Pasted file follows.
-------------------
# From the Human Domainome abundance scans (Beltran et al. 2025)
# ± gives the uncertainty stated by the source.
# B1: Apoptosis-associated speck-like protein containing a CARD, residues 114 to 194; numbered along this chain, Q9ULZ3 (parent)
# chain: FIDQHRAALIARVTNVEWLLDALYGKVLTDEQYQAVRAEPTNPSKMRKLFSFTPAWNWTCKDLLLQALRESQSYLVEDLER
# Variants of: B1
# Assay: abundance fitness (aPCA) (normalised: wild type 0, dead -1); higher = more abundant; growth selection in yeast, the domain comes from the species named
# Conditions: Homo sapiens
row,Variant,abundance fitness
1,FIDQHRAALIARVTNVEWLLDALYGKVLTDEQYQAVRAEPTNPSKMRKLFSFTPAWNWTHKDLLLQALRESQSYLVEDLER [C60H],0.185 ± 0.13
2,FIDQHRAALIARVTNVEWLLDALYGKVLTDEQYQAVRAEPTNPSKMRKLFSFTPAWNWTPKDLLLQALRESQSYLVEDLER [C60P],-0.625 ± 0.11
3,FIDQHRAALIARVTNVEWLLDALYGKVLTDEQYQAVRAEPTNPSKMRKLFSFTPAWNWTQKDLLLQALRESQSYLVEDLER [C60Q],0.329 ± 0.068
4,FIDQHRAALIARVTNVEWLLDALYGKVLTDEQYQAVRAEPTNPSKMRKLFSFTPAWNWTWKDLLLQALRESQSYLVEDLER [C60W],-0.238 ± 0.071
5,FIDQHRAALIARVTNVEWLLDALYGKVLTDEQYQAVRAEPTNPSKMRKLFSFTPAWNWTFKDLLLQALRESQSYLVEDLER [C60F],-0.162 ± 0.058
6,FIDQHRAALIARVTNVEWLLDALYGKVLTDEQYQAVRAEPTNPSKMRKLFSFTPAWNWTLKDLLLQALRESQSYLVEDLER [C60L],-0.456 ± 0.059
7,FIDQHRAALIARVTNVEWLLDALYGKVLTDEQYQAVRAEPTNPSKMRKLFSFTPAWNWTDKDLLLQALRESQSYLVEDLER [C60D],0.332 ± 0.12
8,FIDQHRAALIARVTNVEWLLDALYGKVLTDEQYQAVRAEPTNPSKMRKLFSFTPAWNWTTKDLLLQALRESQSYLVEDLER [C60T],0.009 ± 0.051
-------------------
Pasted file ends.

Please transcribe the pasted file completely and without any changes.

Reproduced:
# From the Human Domainome abundance scans (Beltran et al. 2025)
# ± gives the uncertainty stated by the source.
# B1: Apoptosis-associated speck-like protein containing a CARD, residues 114 to 194; numbered along this chain, Q9ULZ3 (parent)
# chain: FIDQHRAALIARVTNVEWLLDALYGKVLTDEQYQAVRAEPTNPSKMRKLFSFTPAWNWTCKDLLLQALRESQSYLVEDLER
# Variants of: B1
# Assay: abundance fitness (aPCA) (normalised: wild type 0, dead -1); higher = more abundant; growth selection in yeast, the domain comes from the species named
# Conditions: Homo sapiens
row,Variant,abundance fitness
1,FIDQHRAALIARVTNVEWLLDALYGKVLTDEQYQAVRAEPTNPSKMRKLFSFTPAWNWTHKDLLLQALRESQSYLVEDLER [C60H],0.185 ± 0.13
2,FIDQHRAALIARVTNVEWLLDALYGKVLTDEQYQAVRAEPTNPSKMRKLFSFTPAWNWTPKDLLLQALRESQSYLVEDLER [C60P],-0.625 ± 0.11
3,FIDQHRAALIARVTNVEWLLDALYGKVLTDEQYQAVRAEPTNPSKMRKLFSFTPAWNWTQKDLLLQALRESQSYLVEDLER [C60Q],0.329 ± 0.068
4,FIDQHRAALIARVTNVEWLLDALYGKVLTDEQYQAVRAEPTNPSKMRKLFSFTPAWNWTWKDLLLQALRESQSYLVEDLER [C60W],-0.238 ± 0.071
5,FIDQHRAALIARVTNVEWLLDALYGKVLTDEQYQAVRAEPTNPSKMRKLFSFTPAWNWTFKDLLLQALRESQSYLVEDLER [C60F],-0.162 ± 0.058
6,FIDQHRAALIARVTNVEWLLDALYGKVLTDEQYQAVRAEPTNPSKMRKLFSFTPAWNWTLKDLLLQALRESQSYLVEDLER [C60L],-0.456 ± 0.059
7,FIDQHRAALIARVTNVEWLLDALYGKVLTDEQYQAVRAEPTNPSKMRKLFSFTPAWNWTDKDLLLQALRESQSYLVEDLER [C60D],0.332 ± 0.12
8,FIDQHRAALIARVTNVEWLLDALYGKVLTDEQYQAVRAEPTNPSKMRKLFSFTPAWNWTTKDLLLQALRESQSYLVEDLER [C60T],0.009 ± 0.051